|Hotel room view. OK, not the best walking weather.|
An almost perfect day spent walking in Seoul. Last time, about a month ago, I made a short jaunt to try out the train system (essential, since there's little to see here in Incheon) and to get a look at Itaewon, the shopping district of Seoul favored by Western tourists and servicefolk stationed here. There wasn't time for much more.
This layover amounted to a more luxurious 53 hours, the schedules written so that we could catch up on our sleep. (We cross so many time zones in quick succession that resting can be a challenge.) We got to the hotel about 8:AM on Monday morning and were overdue for sleep. But with the sun up already, and having logged a couple hours' sleep on the airplane on the leg up from Sydney, my body was good for only about three hours before I was up. It was sleeting and snowing for most of Monday (see above), so that made for a short day confined to the hotel. I was back in bed by 7:30 PM.
This morning, Tuesday, I was awake by about 3:AM and twiddled my thumbs until about 8:AM before catching the train into town. My plan was to use a couple notorious shopping districts as signposts for my planned walk, less because I planned to do any actual shopping than because these areas are probably a good example of the larger culture, and because I would surely see a lot of unexpected stuff in between. (A mostly-accurate Google Pedometer re-creation of my route is here.)
It's a long ride from Incheon into Seoul, and the train system is extensive and not entirely user-friendly, at least for a foreigner with no language. (If Wikipedia is to be believed, the Seoul train system is the second largest in the world in both length and ridership.) But I was able to get to my first stop--Dongdaemun--with only a single transfer at Bupyeong. The journey took a good 90+ minutes and one has to remain fairly alert since the English-language announcements and signage are easily missed. (We're lucky to have them at all, of course, and it's only proper that some extra vigilance falls to the tourist; but last time I nearly missed one connection, and then found myself on the right train line but branched off to the wrong terminal--so there's definitely a learning curve.) The trains are slow and the stops deliberate, a change from the crush of New York's subway and that of some Chinese cities I've seen.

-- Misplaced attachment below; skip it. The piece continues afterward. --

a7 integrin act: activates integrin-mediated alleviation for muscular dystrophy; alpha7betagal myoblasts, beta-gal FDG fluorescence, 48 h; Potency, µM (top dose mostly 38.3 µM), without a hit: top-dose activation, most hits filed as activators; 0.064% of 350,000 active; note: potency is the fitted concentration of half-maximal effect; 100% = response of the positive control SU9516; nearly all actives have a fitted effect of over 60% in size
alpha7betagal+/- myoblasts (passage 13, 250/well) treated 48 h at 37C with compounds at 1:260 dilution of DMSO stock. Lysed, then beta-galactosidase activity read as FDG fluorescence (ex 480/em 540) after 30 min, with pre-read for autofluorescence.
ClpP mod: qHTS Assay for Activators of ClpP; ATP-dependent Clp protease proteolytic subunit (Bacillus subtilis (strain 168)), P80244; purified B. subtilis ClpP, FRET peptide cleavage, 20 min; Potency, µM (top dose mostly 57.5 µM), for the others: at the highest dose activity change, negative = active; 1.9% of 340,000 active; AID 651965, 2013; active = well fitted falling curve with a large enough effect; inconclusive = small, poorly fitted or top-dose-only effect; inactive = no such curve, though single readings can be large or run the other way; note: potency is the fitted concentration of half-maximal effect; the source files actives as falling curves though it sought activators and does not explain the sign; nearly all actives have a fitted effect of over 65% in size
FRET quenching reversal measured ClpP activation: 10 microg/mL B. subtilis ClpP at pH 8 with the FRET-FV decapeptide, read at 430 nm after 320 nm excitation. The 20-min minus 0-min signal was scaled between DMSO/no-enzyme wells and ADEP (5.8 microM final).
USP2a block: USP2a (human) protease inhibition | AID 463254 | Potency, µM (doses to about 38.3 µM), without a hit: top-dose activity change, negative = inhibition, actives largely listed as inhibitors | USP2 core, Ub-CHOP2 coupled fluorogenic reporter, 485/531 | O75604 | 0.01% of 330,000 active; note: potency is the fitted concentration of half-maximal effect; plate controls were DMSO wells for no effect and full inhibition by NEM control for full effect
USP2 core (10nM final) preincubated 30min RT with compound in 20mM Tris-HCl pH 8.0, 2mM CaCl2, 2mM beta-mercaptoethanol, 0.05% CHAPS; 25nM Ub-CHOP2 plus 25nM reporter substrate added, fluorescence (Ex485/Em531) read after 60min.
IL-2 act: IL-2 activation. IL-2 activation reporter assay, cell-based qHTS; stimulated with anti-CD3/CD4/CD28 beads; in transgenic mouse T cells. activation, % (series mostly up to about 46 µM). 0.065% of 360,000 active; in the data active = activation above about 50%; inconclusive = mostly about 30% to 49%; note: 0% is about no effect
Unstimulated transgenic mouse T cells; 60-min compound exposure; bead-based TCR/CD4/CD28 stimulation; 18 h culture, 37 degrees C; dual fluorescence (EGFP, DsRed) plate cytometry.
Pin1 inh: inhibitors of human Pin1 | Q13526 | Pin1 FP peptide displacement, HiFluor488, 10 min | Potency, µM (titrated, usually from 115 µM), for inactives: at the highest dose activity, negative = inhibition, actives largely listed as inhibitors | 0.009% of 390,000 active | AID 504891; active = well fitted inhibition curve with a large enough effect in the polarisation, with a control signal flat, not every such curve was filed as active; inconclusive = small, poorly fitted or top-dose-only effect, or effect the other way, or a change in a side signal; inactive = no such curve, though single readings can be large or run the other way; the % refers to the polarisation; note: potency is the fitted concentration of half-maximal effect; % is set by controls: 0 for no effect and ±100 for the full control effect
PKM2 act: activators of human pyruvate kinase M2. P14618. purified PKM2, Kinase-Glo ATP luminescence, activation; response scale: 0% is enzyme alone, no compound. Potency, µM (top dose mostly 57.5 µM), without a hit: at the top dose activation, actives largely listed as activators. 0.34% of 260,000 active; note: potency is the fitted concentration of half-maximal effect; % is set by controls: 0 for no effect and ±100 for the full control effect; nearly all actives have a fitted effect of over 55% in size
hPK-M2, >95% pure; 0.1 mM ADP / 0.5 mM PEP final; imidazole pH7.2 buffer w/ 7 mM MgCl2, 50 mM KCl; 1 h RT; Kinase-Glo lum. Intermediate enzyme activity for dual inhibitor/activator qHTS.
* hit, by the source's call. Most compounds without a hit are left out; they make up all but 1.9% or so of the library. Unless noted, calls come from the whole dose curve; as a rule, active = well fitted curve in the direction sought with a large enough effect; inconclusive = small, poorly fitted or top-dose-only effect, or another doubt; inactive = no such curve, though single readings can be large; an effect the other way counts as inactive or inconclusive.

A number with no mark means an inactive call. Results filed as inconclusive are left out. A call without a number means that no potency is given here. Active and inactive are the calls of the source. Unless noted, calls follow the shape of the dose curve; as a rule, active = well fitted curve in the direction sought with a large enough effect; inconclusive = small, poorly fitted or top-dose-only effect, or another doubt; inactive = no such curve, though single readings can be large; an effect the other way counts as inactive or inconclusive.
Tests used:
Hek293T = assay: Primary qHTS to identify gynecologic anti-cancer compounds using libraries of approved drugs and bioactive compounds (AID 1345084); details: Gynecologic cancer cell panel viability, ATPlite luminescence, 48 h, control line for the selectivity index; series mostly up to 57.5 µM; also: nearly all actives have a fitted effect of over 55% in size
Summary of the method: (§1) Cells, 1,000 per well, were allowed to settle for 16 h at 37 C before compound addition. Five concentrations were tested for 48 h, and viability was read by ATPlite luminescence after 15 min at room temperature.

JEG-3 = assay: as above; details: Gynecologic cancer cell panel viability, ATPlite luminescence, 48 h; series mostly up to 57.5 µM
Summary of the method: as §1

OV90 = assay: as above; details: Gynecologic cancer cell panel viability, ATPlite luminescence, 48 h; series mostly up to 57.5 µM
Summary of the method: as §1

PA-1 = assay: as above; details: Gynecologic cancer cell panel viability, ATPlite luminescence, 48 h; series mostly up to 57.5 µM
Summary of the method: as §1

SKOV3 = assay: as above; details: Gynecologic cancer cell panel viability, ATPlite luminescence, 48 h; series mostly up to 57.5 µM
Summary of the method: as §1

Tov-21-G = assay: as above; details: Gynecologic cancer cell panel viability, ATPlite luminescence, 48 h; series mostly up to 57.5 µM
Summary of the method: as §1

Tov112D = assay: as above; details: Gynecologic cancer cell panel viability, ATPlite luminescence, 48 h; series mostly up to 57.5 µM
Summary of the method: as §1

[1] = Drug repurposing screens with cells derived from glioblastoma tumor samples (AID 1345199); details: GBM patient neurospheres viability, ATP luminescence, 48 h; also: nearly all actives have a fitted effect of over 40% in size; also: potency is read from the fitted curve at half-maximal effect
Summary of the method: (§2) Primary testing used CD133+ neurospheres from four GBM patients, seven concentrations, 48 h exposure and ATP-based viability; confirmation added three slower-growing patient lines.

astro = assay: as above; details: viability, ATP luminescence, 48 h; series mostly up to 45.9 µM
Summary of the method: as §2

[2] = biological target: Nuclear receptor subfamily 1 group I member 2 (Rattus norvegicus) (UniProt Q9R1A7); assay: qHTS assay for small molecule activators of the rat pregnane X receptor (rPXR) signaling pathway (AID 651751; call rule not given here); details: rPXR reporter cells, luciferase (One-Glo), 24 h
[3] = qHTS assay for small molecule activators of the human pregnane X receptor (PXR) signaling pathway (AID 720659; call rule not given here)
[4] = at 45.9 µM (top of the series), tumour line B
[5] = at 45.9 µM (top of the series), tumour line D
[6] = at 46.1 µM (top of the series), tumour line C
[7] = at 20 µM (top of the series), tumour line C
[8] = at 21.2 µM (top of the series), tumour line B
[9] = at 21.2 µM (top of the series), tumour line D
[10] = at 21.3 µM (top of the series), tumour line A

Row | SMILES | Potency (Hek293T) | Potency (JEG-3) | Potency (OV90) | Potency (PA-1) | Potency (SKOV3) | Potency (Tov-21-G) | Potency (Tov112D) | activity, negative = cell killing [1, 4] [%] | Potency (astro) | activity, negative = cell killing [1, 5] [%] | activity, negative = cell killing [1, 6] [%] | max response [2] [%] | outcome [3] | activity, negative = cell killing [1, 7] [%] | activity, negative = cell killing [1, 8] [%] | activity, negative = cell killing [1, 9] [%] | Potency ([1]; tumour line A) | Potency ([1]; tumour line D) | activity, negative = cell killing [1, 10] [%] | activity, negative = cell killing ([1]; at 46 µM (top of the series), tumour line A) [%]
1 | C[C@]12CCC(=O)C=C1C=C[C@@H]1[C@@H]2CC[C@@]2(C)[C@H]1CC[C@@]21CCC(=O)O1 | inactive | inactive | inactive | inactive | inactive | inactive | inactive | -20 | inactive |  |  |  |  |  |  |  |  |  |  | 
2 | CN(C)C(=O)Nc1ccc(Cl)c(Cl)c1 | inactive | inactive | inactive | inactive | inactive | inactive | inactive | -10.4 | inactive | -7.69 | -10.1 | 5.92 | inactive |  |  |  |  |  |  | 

Seoul is a big place, and typical of an older city there is little or no grid. I studied the area I planned to walk on Google Maps the night before, and once underway I relied on a couple iPhone apps and my compass to remain oriented. But with that little bit of preparation I found it quite easy to keep going in generally the right direction, and the only real concern was that I terminate at my planned train station, and even that wasn't really necessary so long as I ended up at SOME station in the train system. The getting lost along the way is a key part of the adventure.
The only downside today was the weather. It was better today than yesterday, but it's cold and damp here (low-mid 20s) and everything was covered with a sheet of ice. Everybody seemed to cope well enough--the crush of scooters delivering stuff was on the job despite the cold and ice--but one senses that this is not a daily occurrence here. The barkers in Myeong-dong all had outdoor heaters to make their jobs tolerable. The ice made walking a little tricky and walking at a goodly clip impossible. Still, nine miles (according to my phone GPS tracker) is a reasonable tally for the conditions, and except for the train station at Yongsan EVERYTHING was new.
It was the best possible way to spend a day.
|At least 50% of the train riders were playing with their phones--mostly Korean models, naturally.|
|Shopping a mixture of big, pricey malls and small, Chinese-style booths and kiosks.|
|An unexpected find for the day: the Gyeongdong Market, specializing in dried seafood. Not being a seafood eater, walking thru this market was like watching an autopsy being performed. Ugh, but fascinating, but ugh.|
|Say it with me: Ugh.|
|Really? Holy god, ugh.|
|Holy fuck. This is NOT FOOD. I'll have nightmares for a month. No more swimming. Ever.|
|Finally. Approaching Myeong-dong.|
|Seoul train station main ticketing concourse. Extensive shopping here.|
|One of the train sheds of the Seoul Station.|
|Lots of these outdoor shops: auto work or scrap metal processing or recycling.|
|How to make your already-huge phone even huger. Arms to hug you; it's almost Her.|